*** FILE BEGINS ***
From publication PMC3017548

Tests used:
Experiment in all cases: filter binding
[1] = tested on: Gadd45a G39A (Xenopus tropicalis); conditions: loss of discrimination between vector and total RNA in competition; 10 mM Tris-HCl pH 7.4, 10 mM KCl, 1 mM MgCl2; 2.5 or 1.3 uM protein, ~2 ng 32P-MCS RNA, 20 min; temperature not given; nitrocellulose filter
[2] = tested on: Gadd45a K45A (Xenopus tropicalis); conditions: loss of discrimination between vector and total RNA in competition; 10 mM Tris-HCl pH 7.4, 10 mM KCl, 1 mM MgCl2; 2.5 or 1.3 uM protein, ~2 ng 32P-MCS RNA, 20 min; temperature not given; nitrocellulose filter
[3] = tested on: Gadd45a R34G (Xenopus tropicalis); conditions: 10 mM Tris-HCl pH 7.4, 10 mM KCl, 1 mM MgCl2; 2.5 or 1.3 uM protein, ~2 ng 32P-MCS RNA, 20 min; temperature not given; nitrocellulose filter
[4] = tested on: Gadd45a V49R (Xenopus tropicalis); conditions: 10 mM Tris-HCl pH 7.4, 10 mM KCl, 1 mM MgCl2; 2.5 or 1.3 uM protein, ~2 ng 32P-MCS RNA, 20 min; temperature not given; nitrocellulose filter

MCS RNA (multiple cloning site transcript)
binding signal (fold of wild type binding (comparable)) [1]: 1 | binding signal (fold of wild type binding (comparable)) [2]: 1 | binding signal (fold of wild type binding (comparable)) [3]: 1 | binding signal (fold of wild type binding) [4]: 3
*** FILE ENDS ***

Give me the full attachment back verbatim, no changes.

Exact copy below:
From publication PMC3017548

Tests used:
Experiment in all cases: filter binding
[1] = tested on: Gadd45a G39A (Xenopus tropicalis); conditions: loss of discrimination between vector and total RNA in competition; 10 mM Tris-HCl pH 7.4, 10 mM KCl, 1 mM MgCl2; 2.5 or 1.3 uM protein, ~2 ng 32P-MCS RNA, 20 min; temperature not given; nitrocellulose filter
[2] = tested on: Gadd45a K45A (Xenopus tropicalis); conditions: loss of discrimination between vector and total RNA in competition; 10 mM Tris-HCl pH 7.4, 10 mM KCl, 1 mM MgCl2; 2.5 or 1.3 uM protein, ~2 ng 32P-MCS RNA, 20 min; temperature not given; nitrocellulose filter
[3] = tested on: Gadd45a R34G (Xenopus tropicalis); conditions: 10 mM Tris-HCl pH 7.4, 10 mM KCl, 1 mM MgCl2; 2.5 or 1.3 uM protein, ~2 ng 32P-MCS RNA, 20 min; temperature not given; nitrocellulose filter
[4] = tested on: Gadd45a V49R (Xenopus tropicalis); conditions: 10 mM Tris-HCl pH 7.4, 10 mM KCl, 1 mM MgCl2; 2.5 or 1.3 uM protein, ~2 ng 32P-MCS RNA, 20 min; temperature not given; nitrocellulose filter

MCS RNA (multiple cloning site transcript)
binding signal (fold of wild type binding (comparable)) [1]: 1 | binding signal (fold of wild type binding (comparable)) [2]: 1 | binding signal (fold of wild type binding (comparable)) [3]: 1 | binding signal (fold of wild type binding) [4]: 3